Step 9

Hem it all and give it a final press!! Put it on, open the wine, kettle on - enjoy.

I hope this is of use to you - if you use the tutorial I'd love to see some pics of what you made - do email me any pictures and details :) OR we could get all modern on Instagram with #craftyclydemidiskirt ;-)

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Keira's Mini Southport Dress - True Bias

I'm baaaaaackkkk and this time for something a little bit different.

I've only ever made women's clothing, and just recently dabbled with menswear with this lovely Octopus Shirt - so I thought I'd challenge myself to something a little different in children's wear!

Step up Keira - my friend's lovely little daughter who kindly agreed to be the first Guinea pig for my sewing experimentation...

Myself and her mum chose a lovely colour for the fabric - its Kona Cotton in 'Berry' from PlushAddict. It's gorgeously soft and has a good weight to it, quality stuff. (However we later discovered it has a tendency for creasing - eek, I've just added to the ironing pile!)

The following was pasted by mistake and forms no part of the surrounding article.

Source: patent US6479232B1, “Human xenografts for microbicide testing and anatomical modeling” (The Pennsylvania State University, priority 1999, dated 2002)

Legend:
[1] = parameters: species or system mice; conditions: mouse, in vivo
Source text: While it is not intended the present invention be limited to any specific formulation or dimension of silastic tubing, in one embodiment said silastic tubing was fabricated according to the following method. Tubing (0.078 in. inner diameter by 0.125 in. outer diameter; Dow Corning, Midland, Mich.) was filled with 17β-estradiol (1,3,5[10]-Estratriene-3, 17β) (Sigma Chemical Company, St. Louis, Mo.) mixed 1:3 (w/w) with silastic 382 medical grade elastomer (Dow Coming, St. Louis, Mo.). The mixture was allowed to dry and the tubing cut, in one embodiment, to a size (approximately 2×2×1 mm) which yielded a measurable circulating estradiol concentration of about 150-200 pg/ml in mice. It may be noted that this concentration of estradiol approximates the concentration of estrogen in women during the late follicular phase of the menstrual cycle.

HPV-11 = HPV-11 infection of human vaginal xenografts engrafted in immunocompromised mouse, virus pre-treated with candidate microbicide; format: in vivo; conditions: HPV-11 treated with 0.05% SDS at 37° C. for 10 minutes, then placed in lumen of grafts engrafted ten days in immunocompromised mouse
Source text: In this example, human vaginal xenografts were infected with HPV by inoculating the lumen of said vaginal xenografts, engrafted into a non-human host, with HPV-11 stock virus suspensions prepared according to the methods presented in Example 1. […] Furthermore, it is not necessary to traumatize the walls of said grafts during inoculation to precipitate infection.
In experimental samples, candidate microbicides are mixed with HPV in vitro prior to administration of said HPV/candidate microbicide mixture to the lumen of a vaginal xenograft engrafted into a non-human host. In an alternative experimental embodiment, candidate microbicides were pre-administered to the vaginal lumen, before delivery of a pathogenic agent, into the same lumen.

The pattern is True Bias - Mini Southport Dress - having sewn up 3 of the adult versions of this pattern, (here and here and one unblogged) I thought it would be a good place to start!

As with my adult version - the buttons and placket are just decoration, they don't actually function at all. My favourite bit is the bias binding for the neckline - a little floral accent that matched well with the dress. I also used this to hem the bottom of the skirt but forgot to take a picture.

Using the same binding for the waist tie was also a happy accident - I has original used the same purple cotton for the waist tie but didn't see that it needed elastic in the back. Out in came and I whipped another up using the leftover binding which worked out better than the first version.

All in all it was a bit of a learning curve, It did feel a bit like I was making doll's clothes the entire time and I was convinced it was way too small until she tried it on and it fit! The binding was also too wide to properly do the armholes as it wouldn't take such a steep curve shape without puckering the fabric - just had to serge and turn over as normal - not ideal for kids clothes but no matter I hope it lasts!